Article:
9 thoughts on “Romania’s Roşia Montana mining threatens environment

  1. Administrator on September 27, 2011 at 9:36 pm said:

    Grim economic context of Gleision mine disaster

    Here in South Wales we thought the destruction of the coal industry would have at least one beneficial effect. No longer would families have to endure the agonising wait to find out if their loved ones underground were alive or dead.

    But we were wrong. The price of anthracite—a smokeless fuel—is rising on the world markets. Private drift mines like Gleision are springing up around the Swansea valley, and wherever else anthracite can be mined.

    Dangerous though it is, people come to mining out of economic necessity. One of the four men who died at Gleision (Profit drive keeps miners in danger) had been made redundant in February and then found work underground.

    Conditions in some of these places are grim. There was no union organisation at Gleision. The tunnels in the mine looked like something from the Victorian era.

    A Swansea-based company called Coal Direct ran Gleision from 2006 to 2009, when it went into liquidation and was taken over by MNS Mining. The activities of these companies must be properly investigated, and the inquiry by the Health and Safety Executive into the cause of the flooding must be detailed and thorough.

    Most importantly, from now on there must be much stronger regulation of the private mining industry. But with deregulation and cuts to health and safety being driven forward by the government, this is unlikely to happen.

    With anthracite fetching a good price on the market, the result can only be more accidents, more injuries—and more tragedies like Gleision.

    Tim Evans, Swansea


    We’re being hit very hard by the cuts and rising prices in South Wales. Mining and steel have been important parts of our history. But after those industries were destroyed nothing came to replace them.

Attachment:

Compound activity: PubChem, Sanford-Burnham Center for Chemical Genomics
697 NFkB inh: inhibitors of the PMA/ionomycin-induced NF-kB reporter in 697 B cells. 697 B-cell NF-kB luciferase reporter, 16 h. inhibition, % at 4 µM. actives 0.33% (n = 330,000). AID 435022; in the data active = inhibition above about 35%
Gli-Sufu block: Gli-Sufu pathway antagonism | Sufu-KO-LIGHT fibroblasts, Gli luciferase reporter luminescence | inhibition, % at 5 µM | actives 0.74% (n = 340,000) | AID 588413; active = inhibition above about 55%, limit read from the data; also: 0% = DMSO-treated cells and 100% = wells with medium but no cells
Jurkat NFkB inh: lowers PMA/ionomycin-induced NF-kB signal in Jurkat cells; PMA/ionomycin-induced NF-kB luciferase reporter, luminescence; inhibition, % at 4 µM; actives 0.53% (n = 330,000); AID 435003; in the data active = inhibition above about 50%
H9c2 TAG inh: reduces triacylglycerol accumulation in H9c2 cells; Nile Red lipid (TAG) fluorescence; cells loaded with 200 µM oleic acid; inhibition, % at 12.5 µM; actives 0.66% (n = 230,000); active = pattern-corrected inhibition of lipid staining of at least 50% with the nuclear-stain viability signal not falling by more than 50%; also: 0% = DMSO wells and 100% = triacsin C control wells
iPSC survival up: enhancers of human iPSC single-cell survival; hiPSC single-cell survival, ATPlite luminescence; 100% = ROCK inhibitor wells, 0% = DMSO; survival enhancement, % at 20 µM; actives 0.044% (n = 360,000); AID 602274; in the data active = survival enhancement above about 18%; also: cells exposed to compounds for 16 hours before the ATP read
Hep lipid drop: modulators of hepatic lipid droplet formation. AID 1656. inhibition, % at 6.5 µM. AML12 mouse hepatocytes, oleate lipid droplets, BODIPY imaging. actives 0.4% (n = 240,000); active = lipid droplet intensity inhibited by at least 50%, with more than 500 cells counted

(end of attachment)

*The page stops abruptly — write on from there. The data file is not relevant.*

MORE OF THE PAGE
Our young people are losing faith in the future. They can’t get permanent work that’s worth doing. The bosses know that working people are feeling the pressure and are trying to take advantage, putting the screws on people.

    What’s happened here at the Gleision mine is a tragedy. But it was only a matter of time. The companies come in and out of the area, leaving people hanging with no work when they go. And they don’t give a damn.

    Gareth, Pontardawe



  2. Administrator on October 18, 2011 at 5:15 pm said:

    Manager arrested over Gleision Colliery deaths

    By Antony Stone

    Tuesday, 18 October 2011

    A pit manager who survived a flooding incident in which four miners died has been arrested on suspicion of gross negligence manslaughter.

    Malcolm Fyfield, 55, was held by officers from South Wales Police investigating the accident at the Gleision Colliery near Swansea last month.

    David Powell, 50, Philip Hill, 44, Garry Jenkins, 39, and Charles Breslin, 62, died after floodwater engulfed a tunnel where they were working on the morning of September 15.

    Fyfield was able to escape from the mine and was taken to hospital. His condition was reported as critical at the time.

    South Wales Police did not name the suspect, who was arrested in the Swansea Valley this morning and is being held at Port Talbot police station.

    The victims’ families and community leaders were informed of the arrest.

    Detective Chief Inspector Dorian Lloyd, the senior investigating officer in the case, said: “The arrest follows consultation between South Wales Police, the Health and Safety Executive and the Crown Prosecution Service to review the evidence gathered to date.

    “We continue to work closely with the bereaved families throughout this process and I would like to express my sincere gratitude to the communities affected by this incident for their continued support and patience.

    “We will do everything possible to fully understand how these four men lost their lives.”



    See also here.


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